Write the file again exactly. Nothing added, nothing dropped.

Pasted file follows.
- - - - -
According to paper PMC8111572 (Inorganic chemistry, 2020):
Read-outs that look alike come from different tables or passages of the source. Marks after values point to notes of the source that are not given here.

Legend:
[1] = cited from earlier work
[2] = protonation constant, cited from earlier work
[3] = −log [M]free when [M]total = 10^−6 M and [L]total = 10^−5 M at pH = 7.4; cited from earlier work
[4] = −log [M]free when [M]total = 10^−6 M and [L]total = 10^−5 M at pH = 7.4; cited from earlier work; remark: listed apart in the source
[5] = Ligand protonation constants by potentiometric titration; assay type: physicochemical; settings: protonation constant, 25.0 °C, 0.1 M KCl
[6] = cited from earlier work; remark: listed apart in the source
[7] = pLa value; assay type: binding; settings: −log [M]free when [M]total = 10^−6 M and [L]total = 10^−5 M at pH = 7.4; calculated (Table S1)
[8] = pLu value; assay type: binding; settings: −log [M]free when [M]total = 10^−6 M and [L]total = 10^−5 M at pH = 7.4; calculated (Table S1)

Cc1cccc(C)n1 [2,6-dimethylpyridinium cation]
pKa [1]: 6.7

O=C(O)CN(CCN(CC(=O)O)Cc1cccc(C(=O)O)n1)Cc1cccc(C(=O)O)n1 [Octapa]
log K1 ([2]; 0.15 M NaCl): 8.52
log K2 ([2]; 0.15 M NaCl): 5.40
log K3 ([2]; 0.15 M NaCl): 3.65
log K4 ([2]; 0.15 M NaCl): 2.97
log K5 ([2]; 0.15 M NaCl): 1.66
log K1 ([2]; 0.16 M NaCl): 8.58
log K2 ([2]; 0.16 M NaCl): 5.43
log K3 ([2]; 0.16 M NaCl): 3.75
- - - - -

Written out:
According to paper PMC8111572 (Inorganic chemistry, 2020):
Read-outs that look alike come from different tables or passages of the source. Marks after values point to notes of the source that are not given here.

Legend:
[1] = cited from earlier work
[2] = protonation constant, cited from earlier work
[3] = −log [M]free when [M]total = 10^−6 M and [L]total = 10^−5 M at pH = 7.4; cited from earlier work
[4] = −log [M]free when [M]total = 10^−6 M and [L]total = 10^−5 M at pH = 7.4; cited from earlier work; remark: listed apart in the source
[5] = Ligand protonation constants by potentiometric titration; assay type: physicochemical; settings: protonation constant, 25.0 °C, 0.1 M KCl
[6] = cited from earlier work; remark: listed apart in the source
[7] = pLa value; assay type: binding; settings: −log [M]free when [M]total = 10^−6 M and [L]total = 10^−5 M at pH = 7.4; calculated (Table S1)
[8] = pLu value; assay type: binding; settings: −log [M]free when [M]total = 10^−6 M and [L]total = 10^−5 M at pH = 7.4; calculated (Table S1)

Cc1cccc(C)n1 [2,6-dimethylpyridinium cation]
pKa [1]: 6.7

O=C(O)CN(CCN(CC(=O)O)Cc1cccc(C(=O)O)n1)Cc1cccc(C(=O)O)n1 [Octapa]
log K1 ([2]; 0.15 M NaCl): 8.52
log K2 ([2]; 0.15 M NaCl): 5.40
log K3 ([2]; 0.15 M NaCl): 3.65
log K4 ([2]; 0.15 M NaCl): 2.97
log K5 ([2]; 0.15 M NaCl): 1.66
log K1 ([2]; 0.16 M NaCl): 8.58
log K2 ([2]; 0.16 M NaCl): 5.43
log K3 ([2]; 0.16 M NaCl): 3.75